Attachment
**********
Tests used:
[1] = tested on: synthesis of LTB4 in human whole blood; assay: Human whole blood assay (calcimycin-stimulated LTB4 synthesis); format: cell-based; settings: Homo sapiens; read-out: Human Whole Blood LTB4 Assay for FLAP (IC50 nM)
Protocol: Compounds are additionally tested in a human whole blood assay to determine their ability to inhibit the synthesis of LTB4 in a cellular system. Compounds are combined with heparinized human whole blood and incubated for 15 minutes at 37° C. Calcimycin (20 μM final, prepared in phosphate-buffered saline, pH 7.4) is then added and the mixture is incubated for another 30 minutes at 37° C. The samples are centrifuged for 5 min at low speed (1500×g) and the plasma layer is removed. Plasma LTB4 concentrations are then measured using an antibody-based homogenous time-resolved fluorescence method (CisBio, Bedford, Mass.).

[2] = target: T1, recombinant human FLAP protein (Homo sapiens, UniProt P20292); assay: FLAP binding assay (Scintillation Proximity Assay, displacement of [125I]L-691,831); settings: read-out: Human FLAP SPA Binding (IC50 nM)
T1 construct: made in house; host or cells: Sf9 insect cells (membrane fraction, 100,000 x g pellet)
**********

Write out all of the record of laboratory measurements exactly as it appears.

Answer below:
Tests used:
[1] = tested on: synthesis of LTB4 in human whole blood; assay: Human whole blood assay (calcimycin-stimulated LTB4 synthesis); format: cell-based; settings: Homo sapiens; read-out: Human Whole Blood LTB4 Assay for FLAP (IC50 nM)
Protocol: Compounds are additionally tested in a human whole blood assay to determine their ability to inhibit the synthesis of LTB4 in a cellular system. Compounds are combined with heparinized human whole blood and incubated for 15 minutes at 37° C. Calcimycin (20 μM final, prepared in phosphate-buffered saline, pH 7.4) is then added and the mixture is incubated for another 30 minutes at 37° C. The samples are centrifuged for 5 min at low speed (1500×g) and the plasma layer is removed. Plasma LTB4 concentrations are then measured using an antibody-based homogenous time-resolved fluorescence method (CisBio, Bedford, Mass.).

[2] = target: T1, recombinant human FLAP protein (Homo sapiens, UniProt P20292); assay: FLAP binding assay (Scintillation Proximity Assay, displacement of [125I]L-691,831); settings: read-out: Human FLAP SPA Binding (IC50 nM)
T1 construct: made in house; host or cells: Sf9 insect cells (membrane fraction, 100,000 x g pellet)